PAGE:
/By Arabian Post Staff/ Standard & Poor’s has re-affirmed its view that Saudi riyal peg to the dollar, a subject currently topping market debate, is unlikely to be changed over the next few years.
The rating agency’s rationale is that at a time of already significant change and regional geopolitical instability, politically conservative regimes such as those in the GCC are unlikely to increase uncertainty about their economic stability by amending this fundamental macroeconomic policy.
The long-standing currency peg helps to anchor the population’s inflation expectations, but binds Saudi Arabia’s monetary policy to that of the U.S. Federal Reserve.
Consequently, the riyal’s real effective exchange rate has appreciated by 16% since early 2014 and stands approximately 40% over the December 2007 level, according to Bruegel data. The riyal’s long-term real effective appreciation since 2007 has been the most pronounced among all GCC sovereigns.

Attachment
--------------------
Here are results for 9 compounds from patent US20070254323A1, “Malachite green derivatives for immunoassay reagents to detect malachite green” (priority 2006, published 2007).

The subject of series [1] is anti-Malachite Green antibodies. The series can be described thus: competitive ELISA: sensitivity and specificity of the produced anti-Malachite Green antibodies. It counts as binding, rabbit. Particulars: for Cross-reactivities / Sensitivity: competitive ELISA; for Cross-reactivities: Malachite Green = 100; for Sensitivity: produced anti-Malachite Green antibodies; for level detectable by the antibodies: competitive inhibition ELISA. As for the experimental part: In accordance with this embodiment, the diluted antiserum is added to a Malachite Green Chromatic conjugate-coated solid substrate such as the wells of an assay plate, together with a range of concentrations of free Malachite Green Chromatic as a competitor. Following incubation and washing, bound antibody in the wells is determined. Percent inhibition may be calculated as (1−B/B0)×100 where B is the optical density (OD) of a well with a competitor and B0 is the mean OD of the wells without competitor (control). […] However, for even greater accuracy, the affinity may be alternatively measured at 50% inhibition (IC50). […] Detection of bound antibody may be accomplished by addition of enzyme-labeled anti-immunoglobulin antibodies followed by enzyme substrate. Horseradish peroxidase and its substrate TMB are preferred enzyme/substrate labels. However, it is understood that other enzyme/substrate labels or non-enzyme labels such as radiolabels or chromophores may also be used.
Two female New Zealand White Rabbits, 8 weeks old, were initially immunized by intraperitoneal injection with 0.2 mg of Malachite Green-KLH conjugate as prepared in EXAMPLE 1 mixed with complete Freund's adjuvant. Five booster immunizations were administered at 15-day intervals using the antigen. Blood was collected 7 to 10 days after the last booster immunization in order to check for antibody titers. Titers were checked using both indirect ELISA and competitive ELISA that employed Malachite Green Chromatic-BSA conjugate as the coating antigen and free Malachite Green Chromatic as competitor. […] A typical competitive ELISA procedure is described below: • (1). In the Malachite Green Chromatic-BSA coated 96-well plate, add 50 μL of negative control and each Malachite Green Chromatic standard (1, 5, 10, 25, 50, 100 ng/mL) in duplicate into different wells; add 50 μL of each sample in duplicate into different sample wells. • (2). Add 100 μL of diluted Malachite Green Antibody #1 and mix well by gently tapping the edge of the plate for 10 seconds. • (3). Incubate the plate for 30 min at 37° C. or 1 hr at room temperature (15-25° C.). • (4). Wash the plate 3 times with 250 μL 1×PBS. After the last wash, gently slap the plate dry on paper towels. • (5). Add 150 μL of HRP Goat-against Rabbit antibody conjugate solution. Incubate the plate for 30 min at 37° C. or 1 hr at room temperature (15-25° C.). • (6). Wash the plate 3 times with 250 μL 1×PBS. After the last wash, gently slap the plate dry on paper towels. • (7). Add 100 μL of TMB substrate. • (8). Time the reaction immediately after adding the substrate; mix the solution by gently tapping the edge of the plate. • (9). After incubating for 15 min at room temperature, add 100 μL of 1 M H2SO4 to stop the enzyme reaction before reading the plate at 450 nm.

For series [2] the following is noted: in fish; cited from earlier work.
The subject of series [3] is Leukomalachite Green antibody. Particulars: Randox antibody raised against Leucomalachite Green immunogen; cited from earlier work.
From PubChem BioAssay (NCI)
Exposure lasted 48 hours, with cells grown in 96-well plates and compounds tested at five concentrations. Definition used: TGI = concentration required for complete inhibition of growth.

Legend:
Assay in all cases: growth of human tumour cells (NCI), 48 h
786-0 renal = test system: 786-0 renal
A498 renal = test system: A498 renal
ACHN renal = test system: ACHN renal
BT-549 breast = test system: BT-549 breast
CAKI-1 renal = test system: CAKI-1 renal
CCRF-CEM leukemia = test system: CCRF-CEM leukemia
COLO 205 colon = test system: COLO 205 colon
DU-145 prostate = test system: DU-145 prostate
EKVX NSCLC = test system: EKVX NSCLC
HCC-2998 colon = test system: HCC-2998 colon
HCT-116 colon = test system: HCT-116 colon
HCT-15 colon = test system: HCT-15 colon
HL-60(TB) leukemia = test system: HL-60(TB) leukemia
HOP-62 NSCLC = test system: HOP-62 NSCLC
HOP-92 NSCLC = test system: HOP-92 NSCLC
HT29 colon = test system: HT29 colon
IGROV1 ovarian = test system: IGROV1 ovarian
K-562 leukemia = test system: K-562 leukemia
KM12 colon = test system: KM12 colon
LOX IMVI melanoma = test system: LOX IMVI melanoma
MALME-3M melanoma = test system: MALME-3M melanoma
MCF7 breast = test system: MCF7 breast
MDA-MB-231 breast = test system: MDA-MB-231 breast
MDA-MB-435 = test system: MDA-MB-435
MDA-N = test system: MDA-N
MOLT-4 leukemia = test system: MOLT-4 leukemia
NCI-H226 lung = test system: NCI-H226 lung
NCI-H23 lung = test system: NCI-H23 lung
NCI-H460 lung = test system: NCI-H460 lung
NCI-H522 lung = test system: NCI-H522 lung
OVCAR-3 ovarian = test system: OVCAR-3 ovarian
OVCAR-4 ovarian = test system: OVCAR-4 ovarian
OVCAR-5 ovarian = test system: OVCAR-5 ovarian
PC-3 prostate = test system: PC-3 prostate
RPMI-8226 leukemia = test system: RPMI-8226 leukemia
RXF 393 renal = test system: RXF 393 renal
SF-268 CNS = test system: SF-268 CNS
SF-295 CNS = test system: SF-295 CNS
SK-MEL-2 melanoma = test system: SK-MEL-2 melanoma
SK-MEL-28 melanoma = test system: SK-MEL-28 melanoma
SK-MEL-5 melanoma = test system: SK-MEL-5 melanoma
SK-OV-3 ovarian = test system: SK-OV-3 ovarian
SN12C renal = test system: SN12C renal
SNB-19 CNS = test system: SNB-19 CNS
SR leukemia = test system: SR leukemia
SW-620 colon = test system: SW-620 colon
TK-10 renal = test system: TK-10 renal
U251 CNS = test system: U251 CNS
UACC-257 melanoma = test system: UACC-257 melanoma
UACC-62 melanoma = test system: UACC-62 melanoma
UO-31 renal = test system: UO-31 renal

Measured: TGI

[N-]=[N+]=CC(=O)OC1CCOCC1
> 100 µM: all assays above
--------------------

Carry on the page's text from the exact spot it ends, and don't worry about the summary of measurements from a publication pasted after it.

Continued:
S&P also does not expect the agreement on Feb. 16, 2016, between oil ministers from Qatar, Russia, Saudi Arabia, and Venezuela to freeze oil output at the levels reported in January to have a material impact on our oil price assumptions.
The first market reaction to this news was a further decline in oil prices. On the supply side, the rating agency notes that the freeze would take place at already record high levels of output for Russia and Saudi Arabia. In addition, we understand the agreement is conditional on other producers also freezing production.
It feels that such a change in policy direction is unlikely in Iran and Iraq. On the demand side, it sees China’s economic slowdown and debt load as a continuing top global risk.